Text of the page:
I recently did an experiment where I created the same vector illustration in three different applications, exported the illustration as SVG in each application, then wrote a post comparing the exported code.
While I loved the banter and insights that came in the comments, I was surprised that the bulk of conversation was centered on the file size of the compiled SVG.
I wasn’t surprised because performance and SVG do not go hand-in-hand or that performance isn’t the sort of thing we generally care about in the front-end community. I was surprised because my personal takeaway from the experiment was a reminder that SVG code is code at the end of the day and that the way we create SVG in applications is now more a part of the front-end workflow than perhaps it has been in the past.
I still believe that is the key point from the post and wanted to write a follow-up that not only more clearly articulates it, but also details how we may need to change the way we think about design deliverables for projects that use SVG.
The gap between design and code is getting narrower
We already know this and have extolled the virtues of designers who know how to code. However, what the SVG experiment revealed to me is that those virtues are no longer so much an ideal as much as they are a growing necessity.
If a project calls for SVG and a designer has been tasked with creating illustrations and providing design assets for development, then the designer is no longer handing over a static file, but a snippet of code and, depending on the scope of the project, that code may very well be inlined or injected directly into the HTML document.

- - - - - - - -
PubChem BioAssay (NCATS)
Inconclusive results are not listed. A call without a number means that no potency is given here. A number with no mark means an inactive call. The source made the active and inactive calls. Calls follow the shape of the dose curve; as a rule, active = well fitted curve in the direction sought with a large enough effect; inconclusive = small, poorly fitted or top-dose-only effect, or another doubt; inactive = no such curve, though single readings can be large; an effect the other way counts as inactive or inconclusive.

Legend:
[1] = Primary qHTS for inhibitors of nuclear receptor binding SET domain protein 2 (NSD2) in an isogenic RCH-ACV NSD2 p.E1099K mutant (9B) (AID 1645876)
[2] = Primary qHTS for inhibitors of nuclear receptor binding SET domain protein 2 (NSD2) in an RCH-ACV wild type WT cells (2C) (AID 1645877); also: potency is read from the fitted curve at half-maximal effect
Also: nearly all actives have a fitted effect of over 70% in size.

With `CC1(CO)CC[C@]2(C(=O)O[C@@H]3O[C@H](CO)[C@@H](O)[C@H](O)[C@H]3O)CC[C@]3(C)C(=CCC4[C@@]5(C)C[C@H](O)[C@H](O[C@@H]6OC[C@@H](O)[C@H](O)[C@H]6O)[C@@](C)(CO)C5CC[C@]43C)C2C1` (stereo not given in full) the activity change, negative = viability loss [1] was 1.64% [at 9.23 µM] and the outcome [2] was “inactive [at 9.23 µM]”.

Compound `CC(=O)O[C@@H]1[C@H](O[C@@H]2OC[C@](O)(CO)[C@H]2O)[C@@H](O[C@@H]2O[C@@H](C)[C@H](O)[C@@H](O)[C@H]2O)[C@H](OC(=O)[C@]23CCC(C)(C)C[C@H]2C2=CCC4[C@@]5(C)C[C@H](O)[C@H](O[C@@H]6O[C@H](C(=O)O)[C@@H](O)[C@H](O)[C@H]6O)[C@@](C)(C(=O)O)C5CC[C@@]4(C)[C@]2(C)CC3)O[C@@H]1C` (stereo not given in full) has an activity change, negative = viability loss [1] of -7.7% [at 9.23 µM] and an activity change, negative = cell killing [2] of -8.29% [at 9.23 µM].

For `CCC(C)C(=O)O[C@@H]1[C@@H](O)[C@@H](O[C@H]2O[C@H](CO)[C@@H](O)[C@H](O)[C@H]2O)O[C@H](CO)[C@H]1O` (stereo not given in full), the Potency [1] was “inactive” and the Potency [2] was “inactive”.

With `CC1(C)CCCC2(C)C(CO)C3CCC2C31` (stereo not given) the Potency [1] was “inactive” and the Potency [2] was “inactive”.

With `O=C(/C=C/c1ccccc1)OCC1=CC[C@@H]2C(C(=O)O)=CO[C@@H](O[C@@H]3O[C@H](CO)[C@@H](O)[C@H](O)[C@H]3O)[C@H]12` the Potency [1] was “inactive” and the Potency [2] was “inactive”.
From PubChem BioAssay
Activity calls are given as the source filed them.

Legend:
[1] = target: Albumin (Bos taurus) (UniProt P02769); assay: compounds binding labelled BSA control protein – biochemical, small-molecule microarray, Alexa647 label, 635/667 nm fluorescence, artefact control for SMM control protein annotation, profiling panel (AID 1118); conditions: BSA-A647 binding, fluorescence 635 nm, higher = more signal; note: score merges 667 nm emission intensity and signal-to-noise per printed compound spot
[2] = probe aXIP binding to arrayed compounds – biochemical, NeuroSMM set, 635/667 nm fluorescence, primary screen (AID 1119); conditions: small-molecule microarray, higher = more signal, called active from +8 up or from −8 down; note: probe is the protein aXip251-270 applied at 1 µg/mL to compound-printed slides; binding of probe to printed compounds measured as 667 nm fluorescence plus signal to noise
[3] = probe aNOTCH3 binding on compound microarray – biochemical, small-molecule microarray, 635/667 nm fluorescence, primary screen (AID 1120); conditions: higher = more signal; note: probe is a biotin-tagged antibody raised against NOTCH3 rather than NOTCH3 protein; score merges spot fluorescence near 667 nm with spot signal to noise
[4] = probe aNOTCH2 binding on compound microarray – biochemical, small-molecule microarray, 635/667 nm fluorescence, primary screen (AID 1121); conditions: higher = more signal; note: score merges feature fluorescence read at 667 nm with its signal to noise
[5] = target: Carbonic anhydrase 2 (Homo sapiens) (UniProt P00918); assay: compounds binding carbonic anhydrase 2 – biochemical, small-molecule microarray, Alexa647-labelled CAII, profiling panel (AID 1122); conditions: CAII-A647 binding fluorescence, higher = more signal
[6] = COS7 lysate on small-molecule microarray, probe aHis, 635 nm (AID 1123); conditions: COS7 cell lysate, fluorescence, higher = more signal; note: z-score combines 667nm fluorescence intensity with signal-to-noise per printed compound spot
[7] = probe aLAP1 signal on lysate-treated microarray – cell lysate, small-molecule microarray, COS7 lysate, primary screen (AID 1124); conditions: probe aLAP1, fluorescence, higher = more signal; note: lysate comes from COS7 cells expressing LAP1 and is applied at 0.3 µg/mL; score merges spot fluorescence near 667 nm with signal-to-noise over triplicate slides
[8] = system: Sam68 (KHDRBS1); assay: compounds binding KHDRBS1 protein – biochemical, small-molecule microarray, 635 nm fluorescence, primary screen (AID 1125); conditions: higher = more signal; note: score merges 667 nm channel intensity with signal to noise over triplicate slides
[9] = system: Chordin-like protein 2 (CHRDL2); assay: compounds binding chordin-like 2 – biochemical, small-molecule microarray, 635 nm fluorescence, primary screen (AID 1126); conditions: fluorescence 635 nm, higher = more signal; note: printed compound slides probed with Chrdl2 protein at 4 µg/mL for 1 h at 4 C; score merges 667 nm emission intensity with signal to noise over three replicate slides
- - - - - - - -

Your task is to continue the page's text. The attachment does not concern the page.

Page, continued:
Sure, we can intervene and check the code that is provided. We may even run it through a tool like SVGOMG or have automated tasks that help clean and optimize the code before it gets served to production. That is all great, but does not change the fact that what we were delivered in the first place was a piece of code and that there is now an additional consideration in our workflow to code review a design asset.
That’s a significant change. It’s not a bad change or even true in all scenarios, but it is a significant one for no reason more than it requires a change in how we think about, request, and handle design deliverables on a project.
A new era of design etiquette is upon us
I was one of many, many fans of the Photoshop Etiquette site when I learned about it. It not only struck about a dozen nerves that rang true to my own experiences working with other designers on web projects, but forced me to re-examine and improve my own design practices for the benefit of working within teams. Tips like nicely organized layers with a consistent naming convention make a world of difference when a file is handed off from one person to another, much like nicely documented CSS that uses consistent naming conventions and is generous with comments.